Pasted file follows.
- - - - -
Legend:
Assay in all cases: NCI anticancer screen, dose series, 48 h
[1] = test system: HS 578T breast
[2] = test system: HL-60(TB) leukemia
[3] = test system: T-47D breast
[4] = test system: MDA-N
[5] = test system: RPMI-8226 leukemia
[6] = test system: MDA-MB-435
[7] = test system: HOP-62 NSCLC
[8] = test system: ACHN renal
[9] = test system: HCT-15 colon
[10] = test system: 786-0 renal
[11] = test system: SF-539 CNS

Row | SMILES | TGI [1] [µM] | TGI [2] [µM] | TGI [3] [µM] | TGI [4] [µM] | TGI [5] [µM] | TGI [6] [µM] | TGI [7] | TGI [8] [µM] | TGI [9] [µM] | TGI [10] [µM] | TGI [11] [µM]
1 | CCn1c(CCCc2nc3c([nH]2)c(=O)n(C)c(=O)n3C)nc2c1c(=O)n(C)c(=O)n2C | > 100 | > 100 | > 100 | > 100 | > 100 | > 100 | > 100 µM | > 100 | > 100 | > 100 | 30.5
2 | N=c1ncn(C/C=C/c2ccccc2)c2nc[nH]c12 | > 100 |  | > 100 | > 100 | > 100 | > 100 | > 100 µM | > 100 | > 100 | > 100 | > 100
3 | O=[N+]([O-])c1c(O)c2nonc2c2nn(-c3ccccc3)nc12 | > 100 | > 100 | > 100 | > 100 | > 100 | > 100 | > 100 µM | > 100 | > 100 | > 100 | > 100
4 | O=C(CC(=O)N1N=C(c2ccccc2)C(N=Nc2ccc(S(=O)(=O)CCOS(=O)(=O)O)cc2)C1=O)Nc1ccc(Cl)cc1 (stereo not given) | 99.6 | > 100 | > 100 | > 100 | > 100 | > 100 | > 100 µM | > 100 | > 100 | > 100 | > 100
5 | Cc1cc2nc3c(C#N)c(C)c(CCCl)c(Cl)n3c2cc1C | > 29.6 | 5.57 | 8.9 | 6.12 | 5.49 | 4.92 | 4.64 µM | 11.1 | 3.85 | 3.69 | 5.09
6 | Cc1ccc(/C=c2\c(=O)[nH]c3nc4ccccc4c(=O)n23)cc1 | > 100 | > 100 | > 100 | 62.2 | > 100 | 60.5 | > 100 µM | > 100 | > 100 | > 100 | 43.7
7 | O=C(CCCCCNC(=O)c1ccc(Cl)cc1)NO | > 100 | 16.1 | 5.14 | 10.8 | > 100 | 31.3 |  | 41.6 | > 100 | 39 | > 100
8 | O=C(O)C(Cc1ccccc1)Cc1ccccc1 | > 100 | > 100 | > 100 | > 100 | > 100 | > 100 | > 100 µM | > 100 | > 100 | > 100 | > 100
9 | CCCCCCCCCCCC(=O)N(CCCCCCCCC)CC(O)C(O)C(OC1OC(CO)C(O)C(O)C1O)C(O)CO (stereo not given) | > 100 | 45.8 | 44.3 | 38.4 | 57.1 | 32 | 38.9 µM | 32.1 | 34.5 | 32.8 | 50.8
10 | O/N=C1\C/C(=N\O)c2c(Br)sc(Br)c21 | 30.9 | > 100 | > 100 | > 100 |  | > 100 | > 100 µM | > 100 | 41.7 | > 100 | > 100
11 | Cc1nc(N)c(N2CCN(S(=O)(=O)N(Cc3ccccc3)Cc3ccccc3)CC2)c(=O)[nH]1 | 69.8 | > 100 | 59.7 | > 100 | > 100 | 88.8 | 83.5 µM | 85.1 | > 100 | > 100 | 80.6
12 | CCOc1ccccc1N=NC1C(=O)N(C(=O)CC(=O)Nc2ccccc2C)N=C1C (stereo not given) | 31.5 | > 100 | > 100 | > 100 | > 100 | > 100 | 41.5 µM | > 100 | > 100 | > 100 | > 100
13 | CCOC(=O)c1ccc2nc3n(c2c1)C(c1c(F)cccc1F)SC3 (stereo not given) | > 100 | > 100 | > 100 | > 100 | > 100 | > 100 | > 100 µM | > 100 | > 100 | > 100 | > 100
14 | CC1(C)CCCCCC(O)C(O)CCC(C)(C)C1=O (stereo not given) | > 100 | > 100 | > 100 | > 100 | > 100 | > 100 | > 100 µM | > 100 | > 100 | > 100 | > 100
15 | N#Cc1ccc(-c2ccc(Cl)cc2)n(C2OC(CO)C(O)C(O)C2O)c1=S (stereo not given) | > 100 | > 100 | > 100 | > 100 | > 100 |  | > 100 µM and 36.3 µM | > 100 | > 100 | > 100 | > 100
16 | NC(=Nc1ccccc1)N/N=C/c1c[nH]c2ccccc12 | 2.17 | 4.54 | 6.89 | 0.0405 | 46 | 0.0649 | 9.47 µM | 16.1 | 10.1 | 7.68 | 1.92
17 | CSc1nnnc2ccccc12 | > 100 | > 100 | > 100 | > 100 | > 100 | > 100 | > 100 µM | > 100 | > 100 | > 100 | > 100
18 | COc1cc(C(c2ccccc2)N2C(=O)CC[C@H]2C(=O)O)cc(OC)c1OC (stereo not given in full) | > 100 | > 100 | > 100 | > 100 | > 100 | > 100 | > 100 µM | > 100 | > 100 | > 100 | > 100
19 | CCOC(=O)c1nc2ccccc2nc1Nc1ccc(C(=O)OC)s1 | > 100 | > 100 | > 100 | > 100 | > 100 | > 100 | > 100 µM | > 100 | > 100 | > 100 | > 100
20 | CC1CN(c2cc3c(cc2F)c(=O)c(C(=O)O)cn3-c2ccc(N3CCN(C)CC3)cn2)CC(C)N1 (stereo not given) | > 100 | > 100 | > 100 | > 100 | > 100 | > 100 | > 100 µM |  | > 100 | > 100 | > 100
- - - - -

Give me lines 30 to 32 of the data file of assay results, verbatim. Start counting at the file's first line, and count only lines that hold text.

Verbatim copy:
16 | NC(=Nc1ccccc1)N/N=C/c1c[nH]c2ccccc12 | 2.17 | 4.54 | 6.89 | 0.0405 | 46 | 0.0649 | 9.47 µM | 16.1 | 10.1 | 7.68 | 1.92
17 | CSc1nnnc2ccccc12 | > 100 | > 100 | > 100 | > 100 | > 100 | > 100 | > 100 µM | > 100 | > 100 | > 100 | > 100
18 | COc1cc(C(c2ccccc2)N2C(=O)CC[C@H]2C(=O)O)cc(OC)c1OC (stereo not given in full) | > 100 | > 100 | > 100 | > 100 | > 100 | > 100 | > 100 µM | > 100 | > 100 | > 100 | > 100